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Unfortunately it is the tallest building in New York city now ever since the atrocities during 9/11 with the World Trade Center, and in New York, in Manhattan, the Empire State Building can be seen from the New Jersey side, from the New York side, many many miles. Up to 40, 50 miles away it can be seen.
That building, was once a thought in the mind of the architect who built it. That thought was transposed into a blueprint. That blueprint was deliberated on even further with a group and a bunch of people designing the building.
The hotel, which was the old Waldorf Estoria, was at that location. They had to make the plans to eliminate that building so they destroyed it. And then they built the Empire State Building. They didn't build up first. They built down.
They built fifty feet down. That’s how deep the foundation is. I think it’s about 52 feet down. And the deeper the foundation the taller the building.
Then they came to ground level and then they started building the building. It took about 18 months which is an incredible period of time. It’s a very, very short period of time to build a building that tall over 120 stories.
And then once the building was complete they put the facade, they put all the furniture, they built the inside, and then they started occupying it. When you occupy a building, you are bringing traffic to your web site. Prior to that, 85% is in the planning.
The analogy and the metaphor I used of the Empire State Building is like writing great copy. You must first plan and do your research.
I have a four step formula -- Discovery, Analysis, Planning, Execution.
Again: Discovery. Analysis. Planning. Execution.
That’s not my formula, I’ve taken that and modified it from how an engineer builds a building. My Father is a structural engineer, so I took that and I’ve applied it to constructing a great piece of copy.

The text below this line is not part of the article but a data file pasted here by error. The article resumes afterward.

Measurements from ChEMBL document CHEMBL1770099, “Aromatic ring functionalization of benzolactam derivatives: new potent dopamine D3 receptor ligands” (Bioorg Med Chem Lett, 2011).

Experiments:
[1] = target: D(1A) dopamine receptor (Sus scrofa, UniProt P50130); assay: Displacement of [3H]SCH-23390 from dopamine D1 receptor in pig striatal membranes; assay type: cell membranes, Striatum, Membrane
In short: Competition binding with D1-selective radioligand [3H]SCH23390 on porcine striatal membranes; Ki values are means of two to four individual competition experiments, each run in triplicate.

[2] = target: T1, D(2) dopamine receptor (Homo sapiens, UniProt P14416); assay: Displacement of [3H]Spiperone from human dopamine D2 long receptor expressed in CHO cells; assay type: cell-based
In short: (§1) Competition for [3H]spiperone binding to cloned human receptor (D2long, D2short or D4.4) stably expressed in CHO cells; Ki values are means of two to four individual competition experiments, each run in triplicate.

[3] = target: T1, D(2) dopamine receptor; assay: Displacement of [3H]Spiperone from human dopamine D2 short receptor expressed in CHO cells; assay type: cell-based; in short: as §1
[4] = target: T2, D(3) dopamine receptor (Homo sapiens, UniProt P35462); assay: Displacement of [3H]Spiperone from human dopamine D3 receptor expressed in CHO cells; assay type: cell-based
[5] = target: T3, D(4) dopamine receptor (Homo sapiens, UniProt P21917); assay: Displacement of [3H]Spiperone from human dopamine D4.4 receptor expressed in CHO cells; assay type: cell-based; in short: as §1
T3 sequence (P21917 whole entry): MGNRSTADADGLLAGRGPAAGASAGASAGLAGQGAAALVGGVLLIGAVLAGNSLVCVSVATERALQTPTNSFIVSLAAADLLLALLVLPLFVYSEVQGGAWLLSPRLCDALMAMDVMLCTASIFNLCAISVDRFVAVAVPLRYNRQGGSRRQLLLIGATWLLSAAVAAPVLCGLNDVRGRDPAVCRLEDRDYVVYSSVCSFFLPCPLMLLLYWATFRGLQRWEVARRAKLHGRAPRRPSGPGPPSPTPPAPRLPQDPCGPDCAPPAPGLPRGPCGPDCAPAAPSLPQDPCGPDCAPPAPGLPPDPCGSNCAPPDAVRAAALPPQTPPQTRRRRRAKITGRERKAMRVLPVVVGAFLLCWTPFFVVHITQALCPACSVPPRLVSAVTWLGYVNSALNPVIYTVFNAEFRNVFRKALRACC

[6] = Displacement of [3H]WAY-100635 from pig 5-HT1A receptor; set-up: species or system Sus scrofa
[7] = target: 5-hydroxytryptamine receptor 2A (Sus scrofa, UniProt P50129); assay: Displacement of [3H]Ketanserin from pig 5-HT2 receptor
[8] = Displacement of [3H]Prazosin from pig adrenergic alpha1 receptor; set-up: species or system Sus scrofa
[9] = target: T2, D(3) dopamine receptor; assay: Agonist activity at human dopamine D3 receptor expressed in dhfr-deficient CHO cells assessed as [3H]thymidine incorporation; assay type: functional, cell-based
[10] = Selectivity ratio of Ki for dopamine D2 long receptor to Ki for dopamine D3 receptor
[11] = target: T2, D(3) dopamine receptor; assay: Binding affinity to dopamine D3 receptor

Discovery is everything from spying on your competitors, to doing interviews like this one, from interviewing your customer service reps to calling up ex-customers and asking "Why did you return the product?"
These are great, great discovery tidbits to get the raw material which is the foundation of your copy to begin building.
You haven’t gone North yet, you’re still building South, you’re digging the foundation here, so that’s what Discovery is.
I spend about 80% of my time in Discovery. 85%. People say "How come you haven’t written yet?" "Because I don’t have enough info."
You have to have general and specific knowledge like Joe Sugarman talks about before you can put the pen to paper or keyboard to your document, on your computer.
The second stage is Analysis. That’s analyzing your discovery. Where’s the building going to go? How deep should the foundation be? Who are our vendors? What’s our bonuses? How are we going to do this?
We have to analyze. That doesn’t take as long.
The third step is Planning. What are the bonus gifts? What’s our guarantee? What are the bullets? What are we going to use? How are we going to write it? How are we going to execute this thing?